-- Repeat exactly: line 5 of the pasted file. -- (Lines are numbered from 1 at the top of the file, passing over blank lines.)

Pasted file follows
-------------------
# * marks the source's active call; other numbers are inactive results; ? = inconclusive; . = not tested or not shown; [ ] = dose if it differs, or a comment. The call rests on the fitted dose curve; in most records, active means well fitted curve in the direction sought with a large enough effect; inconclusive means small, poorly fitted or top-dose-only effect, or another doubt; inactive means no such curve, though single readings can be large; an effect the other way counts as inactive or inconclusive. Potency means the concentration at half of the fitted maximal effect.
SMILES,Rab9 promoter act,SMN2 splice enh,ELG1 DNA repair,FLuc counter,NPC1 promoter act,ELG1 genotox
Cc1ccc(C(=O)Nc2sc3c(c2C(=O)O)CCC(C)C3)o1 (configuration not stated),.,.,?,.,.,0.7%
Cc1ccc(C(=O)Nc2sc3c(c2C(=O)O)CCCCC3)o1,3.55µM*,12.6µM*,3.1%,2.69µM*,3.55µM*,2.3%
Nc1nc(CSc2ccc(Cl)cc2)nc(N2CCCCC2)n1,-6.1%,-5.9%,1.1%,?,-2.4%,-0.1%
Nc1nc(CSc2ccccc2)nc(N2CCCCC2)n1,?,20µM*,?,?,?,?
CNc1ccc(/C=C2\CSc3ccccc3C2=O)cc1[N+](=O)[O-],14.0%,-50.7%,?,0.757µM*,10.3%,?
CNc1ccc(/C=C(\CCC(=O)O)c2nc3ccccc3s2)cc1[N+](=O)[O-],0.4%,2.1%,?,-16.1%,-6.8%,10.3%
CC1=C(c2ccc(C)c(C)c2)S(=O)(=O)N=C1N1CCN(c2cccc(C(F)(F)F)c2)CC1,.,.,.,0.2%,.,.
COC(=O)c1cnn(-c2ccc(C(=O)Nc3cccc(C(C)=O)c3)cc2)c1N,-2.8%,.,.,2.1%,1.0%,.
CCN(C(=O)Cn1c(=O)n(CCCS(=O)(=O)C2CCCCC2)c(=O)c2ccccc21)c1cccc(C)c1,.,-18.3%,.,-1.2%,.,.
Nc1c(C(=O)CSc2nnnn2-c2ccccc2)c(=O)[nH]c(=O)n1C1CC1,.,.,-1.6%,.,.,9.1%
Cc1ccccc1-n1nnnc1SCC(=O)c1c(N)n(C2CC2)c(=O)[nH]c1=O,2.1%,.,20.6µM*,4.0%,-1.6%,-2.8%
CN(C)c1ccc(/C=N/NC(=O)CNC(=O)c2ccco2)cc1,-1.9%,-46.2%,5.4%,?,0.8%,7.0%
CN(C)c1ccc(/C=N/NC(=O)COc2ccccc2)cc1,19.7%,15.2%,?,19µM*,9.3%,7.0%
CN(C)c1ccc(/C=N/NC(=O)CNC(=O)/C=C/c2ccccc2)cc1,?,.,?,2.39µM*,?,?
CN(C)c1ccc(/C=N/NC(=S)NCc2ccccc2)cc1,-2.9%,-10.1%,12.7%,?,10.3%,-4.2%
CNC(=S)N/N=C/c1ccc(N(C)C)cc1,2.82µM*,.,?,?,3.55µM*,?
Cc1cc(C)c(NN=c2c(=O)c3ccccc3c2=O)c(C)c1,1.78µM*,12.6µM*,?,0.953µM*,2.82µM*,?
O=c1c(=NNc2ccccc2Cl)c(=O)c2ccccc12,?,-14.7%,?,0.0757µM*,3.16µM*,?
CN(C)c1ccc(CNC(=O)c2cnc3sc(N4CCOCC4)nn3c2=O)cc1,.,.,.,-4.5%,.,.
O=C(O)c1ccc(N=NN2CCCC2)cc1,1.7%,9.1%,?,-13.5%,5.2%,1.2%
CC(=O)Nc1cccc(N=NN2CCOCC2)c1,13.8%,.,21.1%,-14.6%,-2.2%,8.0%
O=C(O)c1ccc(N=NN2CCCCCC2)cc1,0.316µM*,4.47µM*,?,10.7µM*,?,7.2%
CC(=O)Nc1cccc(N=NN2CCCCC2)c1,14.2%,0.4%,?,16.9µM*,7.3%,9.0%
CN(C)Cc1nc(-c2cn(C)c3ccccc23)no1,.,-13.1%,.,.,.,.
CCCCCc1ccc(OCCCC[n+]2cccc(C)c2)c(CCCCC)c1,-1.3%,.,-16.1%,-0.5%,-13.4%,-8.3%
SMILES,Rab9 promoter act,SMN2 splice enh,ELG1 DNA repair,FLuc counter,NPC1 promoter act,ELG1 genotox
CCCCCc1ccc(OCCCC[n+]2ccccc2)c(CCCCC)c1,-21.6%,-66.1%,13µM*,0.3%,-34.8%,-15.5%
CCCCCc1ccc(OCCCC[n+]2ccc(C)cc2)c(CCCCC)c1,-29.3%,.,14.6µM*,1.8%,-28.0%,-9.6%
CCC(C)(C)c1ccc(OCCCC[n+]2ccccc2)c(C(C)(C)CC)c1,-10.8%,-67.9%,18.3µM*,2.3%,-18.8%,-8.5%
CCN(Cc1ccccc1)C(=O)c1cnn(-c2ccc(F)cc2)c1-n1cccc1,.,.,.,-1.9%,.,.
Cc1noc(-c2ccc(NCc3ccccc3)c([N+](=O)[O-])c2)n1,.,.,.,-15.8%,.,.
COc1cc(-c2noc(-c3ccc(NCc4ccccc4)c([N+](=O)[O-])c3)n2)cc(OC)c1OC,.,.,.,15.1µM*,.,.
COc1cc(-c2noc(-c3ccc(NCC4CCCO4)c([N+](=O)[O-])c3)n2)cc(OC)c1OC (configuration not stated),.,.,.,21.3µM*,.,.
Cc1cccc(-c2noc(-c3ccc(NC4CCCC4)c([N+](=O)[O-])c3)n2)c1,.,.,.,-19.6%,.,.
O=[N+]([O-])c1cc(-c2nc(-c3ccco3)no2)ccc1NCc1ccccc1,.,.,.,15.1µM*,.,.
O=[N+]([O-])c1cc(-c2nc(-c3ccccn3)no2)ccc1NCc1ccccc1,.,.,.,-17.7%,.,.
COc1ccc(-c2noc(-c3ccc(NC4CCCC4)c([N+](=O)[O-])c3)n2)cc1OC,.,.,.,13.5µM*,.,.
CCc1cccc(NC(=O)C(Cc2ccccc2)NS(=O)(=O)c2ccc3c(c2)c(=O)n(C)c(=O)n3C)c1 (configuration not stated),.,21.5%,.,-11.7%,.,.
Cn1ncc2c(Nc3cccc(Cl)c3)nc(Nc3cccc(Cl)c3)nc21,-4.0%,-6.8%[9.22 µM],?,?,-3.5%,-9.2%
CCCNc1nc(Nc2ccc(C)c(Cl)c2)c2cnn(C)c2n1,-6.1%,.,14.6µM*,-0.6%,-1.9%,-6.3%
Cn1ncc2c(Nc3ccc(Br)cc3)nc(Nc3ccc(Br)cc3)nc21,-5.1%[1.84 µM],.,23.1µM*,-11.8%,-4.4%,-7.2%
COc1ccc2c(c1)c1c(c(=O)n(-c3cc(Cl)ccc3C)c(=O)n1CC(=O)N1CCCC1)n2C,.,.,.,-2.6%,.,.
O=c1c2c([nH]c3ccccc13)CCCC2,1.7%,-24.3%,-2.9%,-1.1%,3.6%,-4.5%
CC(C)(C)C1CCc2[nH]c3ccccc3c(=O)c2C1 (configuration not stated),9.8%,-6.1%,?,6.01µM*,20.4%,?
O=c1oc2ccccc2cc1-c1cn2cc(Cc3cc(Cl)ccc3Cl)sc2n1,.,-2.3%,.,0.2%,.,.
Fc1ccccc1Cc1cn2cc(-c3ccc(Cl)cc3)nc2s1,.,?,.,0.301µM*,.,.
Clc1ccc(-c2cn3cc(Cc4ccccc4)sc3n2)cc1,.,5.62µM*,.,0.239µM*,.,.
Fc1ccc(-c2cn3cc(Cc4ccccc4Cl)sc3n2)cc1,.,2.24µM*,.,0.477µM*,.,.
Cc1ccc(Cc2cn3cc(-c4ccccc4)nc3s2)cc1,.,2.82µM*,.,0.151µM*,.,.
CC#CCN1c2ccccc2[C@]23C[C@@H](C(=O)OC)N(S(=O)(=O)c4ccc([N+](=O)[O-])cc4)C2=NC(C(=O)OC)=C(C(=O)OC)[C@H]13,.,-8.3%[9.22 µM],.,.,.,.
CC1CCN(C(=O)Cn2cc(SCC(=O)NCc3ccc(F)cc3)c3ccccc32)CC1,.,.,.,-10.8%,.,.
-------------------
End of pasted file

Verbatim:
Nc1nc(CSc2ccc(Cl)cc2)nc(N2CCCCC2)n1,-6.1%,-5.9%,1.1%,?,-2.4%,-0.1%